Denis Weaire

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Denis Lawrence Weaire (FRS) is an Irish physicist, who is an emeritus professor of Trinity College Dublin.

Educated at the Belfast Royal Academy and Clare College, Cambridge, he has since held positions at the universities of California, Chicago, Harvard and Yale, ultimately holding professorships at Heriot-Watt, and University College Dublin before becoming, in 1984, Erasmus Smith's Professor of Natural Philosophy in Trinity. Together with his graduate student, Robert Phelan, Weaire came up with a counter example to Lord Kelvin's conjecture on which surface was the most economical way to divide space into cells of equal size with the least surface area. This counter-example is now referred to as the Weaire–Phelan structure. This structure was an integral part of the design of the aquatic centre used in the 2008 Olympics in Beijing.[1]

In 1971, together with Michael Thorpe, he introduced the Weaire–Thorpe model for electronic structure calculations. This has found application in the theory of amorphous insulators.

Weaire is currently carrying out research in the field of foam physics. He has co-authored The Physics of Foams, Oxford University Press (2000) with Stefan Hutzler.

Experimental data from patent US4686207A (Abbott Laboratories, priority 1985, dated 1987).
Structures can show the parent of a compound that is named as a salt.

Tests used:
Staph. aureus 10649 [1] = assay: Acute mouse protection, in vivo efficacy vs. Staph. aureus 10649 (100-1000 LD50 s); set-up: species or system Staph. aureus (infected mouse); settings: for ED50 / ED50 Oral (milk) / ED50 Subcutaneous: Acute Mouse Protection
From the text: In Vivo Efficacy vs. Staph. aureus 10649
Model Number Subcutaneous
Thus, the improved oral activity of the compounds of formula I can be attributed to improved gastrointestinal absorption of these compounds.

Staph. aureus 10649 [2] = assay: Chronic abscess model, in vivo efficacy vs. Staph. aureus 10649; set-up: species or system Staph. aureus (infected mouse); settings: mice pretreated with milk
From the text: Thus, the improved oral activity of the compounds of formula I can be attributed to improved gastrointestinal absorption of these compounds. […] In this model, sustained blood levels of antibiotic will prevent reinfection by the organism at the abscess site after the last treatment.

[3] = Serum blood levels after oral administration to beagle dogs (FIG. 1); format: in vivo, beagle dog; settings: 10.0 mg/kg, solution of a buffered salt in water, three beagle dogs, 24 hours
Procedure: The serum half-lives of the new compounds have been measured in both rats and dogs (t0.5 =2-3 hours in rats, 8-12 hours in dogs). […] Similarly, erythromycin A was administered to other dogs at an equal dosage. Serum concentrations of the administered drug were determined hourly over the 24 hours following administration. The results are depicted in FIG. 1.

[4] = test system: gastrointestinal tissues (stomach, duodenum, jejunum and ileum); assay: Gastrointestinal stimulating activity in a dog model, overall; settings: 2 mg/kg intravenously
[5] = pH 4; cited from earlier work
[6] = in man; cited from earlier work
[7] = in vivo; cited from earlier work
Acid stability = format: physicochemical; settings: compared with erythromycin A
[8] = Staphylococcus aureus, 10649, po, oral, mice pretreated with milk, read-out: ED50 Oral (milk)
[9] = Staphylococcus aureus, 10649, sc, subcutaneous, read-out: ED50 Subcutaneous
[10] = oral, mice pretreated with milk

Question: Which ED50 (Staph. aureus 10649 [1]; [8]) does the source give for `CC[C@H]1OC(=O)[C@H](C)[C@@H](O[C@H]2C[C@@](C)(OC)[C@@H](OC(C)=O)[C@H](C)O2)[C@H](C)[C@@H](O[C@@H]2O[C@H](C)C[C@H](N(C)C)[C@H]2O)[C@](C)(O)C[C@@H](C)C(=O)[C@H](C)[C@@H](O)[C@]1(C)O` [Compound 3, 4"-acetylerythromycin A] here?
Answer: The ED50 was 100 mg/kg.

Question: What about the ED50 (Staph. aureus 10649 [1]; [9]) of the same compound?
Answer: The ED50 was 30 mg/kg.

In 2005 he was awarded the premier award of the Royal Irish Academy, the Cunningham Medal. Previous winners include William Rowan Hamilton.

Weaire has a strong interest in the history of science and has edited several collections of historical essays on Irish physicists.

Relationship to Ira Einhorn[edit]

During the convicted murderer Ira Einhorn's time in Ireland, Weaire was his landlord.[2] When Weaire found out about the accusations of murder that Einhorn faced in the U.S., he reported him to the FBI and evicted him.[2] Weaire, and his relationship to Einhorn, was the subject of the 2004 TV show, Interpol Investigates (episode entitled Fatal Compulsion). The part of 'Professor Dennis Weaire' was played by actor Robert Randolph Caton. He was previously depicted in the made for TV film The Hunt for the Unicorn Killer, which featured Naomi Watts as Holly Maddux, Kevin Anderson as Einhorn, and Ian D. Clark as Weaire.

References[edit]

  1. ^ Henry Fountain: A Problem of Bubbles Frames an Olympic Design, New York Times, August 5, 2008; retrieved 2008 October 9.
  2. ^ a b TIME Archive: The Ira Einhorn Case, 20 July 2001, retrieved 18 September 2009

External links[edit]